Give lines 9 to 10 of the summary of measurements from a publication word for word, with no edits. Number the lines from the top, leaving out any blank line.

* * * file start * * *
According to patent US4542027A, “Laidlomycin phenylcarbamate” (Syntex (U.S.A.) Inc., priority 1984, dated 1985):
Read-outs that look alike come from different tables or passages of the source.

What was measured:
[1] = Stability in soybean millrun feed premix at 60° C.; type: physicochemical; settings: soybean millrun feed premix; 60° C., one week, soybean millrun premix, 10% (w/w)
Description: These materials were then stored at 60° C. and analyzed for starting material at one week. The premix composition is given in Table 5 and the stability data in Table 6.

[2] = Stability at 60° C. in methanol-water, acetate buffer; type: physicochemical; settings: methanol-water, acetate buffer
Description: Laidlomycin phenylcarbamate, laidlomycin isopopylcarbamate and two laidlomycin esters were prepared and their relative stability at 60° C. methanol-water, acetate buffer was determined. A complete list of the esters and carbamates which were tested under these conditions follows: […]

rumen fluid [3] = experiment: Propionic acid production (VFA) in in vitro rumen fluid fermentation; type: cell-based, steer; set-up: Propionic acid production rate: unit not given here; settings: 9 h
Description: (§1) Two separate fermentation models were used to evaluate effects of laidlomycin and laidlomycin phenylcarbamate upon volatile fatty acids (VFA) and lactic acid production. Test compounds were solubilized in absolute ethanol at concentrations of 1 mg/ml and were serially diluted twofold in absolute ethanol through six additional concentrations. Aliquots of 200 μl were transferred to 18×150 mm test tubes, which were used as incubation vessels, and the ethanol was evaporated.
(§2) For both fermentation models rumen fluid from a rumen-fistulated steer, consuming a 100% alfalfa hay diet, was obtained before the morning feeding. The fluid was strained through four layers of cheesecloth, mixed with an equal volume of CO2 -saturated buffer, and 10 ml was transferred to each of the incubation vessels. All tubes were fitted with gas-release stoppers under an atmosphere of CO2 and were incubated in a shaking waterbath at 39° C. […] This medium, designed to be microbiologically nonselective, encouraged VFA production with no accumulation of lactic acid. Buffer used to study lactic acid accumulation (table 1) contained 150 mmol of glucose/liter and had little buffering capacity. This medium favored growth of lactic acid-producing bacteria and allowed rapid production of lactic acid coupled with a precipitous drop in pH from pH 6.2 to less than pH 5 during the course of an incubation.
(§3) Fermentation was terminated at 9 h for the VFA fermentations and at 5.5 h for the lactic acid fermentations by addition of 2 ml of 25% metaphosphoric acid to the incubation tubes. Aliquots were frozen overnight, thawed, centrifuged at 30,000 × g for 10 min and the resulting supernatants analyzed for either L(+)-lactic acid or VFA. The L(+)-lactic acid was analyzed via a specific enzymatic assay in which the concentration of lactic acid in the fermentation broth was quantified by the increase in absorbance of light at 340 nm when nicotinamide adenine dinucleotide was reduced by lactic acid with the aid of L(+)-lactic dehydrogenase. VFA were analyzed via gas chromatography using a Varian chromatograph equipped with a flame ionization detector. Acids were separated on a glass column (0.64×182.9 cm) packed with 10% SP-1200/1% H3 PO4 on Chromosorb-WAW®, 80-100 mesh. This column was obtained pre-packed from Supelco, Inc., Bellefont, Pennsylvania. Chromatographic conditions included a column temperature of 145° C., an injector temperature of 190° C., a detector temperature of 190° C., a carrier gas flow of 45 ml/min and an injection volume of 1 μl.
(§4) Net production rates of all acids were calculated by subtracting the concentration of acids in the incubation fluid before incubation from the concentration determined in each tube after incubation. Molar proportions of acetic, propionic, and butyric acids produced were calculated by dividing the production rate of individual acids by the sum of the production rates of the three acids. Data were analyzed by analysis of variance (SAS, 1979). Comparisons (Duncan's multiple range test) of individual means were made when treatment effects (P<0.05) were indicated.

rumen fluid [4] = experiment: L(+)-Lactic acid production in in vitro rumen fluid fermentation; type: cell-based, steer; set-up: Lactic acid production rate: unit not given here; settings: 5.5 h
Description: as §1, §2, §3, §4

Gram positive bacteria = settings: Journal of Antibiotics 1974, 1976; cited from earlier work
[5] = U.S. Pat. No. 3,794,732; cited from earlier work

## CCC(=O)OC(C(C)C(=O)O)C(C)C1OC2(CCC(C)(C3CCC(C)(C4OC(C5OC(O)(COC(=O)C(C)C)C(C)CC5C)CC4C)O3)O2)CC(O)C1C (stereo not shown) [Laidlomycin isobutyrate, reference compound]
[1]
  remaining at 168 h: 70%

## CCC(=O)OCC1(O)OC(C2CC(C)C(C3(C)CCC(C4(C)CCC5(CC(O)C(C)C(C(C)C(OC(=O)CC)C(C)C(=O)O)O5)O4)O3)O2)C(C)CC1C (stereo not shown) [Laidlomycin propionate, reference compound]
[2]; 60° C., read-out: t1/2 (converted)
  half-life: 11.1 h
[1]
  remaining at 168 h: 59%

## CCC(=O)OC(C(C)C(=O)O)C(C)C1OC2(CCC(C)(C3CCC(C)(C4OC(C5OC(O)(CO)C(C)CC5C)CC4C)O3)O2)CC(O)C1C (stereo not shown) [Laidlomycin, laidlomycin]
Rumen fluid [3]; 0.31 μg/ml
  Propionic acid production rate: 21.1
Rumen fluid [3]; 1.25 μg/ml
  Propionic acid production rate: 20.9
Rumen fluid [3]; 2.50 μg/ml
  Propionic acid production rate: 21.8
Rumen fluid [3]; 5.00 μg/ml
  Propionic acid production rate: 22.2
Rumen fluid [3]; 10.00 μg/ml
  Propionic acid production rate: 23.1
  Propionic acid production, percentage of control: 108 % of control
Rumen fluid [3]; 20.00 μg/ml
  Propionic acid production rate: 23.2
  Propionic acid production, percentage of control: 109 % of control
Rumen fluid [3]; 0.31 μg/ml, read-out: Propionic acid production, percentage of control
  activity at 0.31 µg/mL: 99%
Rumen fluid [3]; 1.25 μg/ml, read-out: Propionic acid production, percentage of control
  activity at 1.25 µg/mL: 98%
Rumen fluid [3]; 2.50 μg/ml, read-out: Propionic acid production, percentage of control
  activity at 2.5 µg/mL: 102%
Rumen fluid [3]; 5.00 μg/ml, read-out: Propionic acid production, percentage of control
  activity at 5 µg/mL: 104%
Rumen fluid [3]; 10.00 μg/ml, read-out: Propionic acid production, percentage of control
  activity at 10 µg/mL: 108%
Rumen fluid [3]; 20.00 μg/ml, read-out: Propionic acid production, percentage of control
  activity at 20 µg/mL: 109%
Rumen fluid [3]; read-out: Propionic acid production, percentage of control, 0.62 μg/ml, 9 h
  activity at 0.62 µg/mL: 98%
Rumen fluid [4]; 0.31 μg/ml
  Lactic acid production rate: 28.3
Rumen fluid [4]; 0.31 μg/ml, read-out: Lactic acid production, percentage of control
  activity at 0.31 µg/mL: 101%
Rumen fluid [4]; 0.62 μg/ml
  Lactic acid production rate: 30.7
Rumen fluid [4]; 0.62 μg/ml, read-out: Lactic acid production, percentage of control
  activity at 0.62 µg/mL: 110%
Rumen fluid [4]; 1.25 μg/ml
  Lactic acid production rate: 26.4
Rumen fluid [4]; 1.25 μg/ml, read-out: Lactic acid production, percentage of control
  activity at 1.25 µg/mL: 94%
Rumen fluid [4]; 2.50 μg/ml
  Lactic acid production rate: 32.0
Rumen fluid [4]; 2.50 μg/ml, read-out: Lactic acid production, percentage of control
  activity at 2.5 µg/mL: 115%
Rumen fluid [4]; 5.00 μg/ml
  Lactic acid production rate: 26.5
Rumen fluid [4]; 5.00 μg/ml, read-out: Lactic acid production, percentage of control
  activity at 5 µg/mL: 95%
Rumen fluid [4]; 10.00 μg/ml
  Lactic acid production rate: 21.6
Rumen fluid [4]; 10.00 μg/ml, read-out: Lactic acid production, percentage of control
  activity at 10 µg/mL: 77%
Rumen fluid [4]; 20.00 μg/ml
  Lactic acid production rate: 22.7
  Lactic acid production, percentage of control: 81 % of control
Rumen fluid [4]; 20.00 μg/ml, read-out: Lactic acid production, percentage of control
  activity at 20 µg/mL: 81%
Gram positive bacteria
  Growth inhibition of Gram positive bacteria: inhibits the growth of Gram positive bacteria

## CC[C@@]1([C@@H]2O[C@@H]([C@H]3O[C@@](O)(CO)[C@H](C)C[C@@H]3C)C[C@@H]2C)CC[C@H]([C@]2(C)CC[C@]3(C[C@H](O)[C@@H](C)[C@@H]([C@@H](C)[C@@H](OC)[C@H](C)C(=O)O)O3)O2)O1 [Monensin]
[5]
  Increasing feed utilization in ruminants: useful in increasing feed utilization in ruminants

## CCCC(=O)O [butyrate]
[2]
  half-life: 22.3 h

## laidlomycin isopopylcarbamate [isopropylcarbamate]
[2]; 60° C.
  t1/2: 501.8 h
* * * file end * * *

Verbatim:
Description: (§1) Two separate fermentation models were used to evaluate effects of laidlomycin and laidlomycin phenylcarbamate upon volatile fatty acids (VFA) and lactic acid production. Test compounds were solubilized in absolute ethanol at concentrations of 1 mg/ml and were serially diluted twofold in absolute ethanol through six additional concentrations. Aliquots of 200 μl were transferred to 18×150 mm test tubes, which were used as incubation vessels, and the ethanol was evaporated.
(§2) For both fermentation models rumen fluid from a rumen-fistulated steer, consuming a 100% alfalfa hay diet, was obtained before the morning feeding. The fluid was strained through four layers of cheesecloth, mixed with an equal volume of CO2 -saturated buffer, and 10 ml was transferred to each of the incubation vessels. All tubes were fitted with gas-release stoppers under an atmosphere of CO2 and were incubated in a shaking waterbath at 39° C. […] This medium, designed to be microbiologically nonselective, encouraged VFA production with no accumulation of lactic acid. Buffer used to study lactic acid accumulation (table 1) contained 150 mmol of glucose/liter and had little buffering capacity. This medium favored growth of lactic acid-producing bacteria and allowed rapid production of lactic acid coupled with a precipitous drop in pH from pH 6.2 to less than pH 5 during the course of an incubation.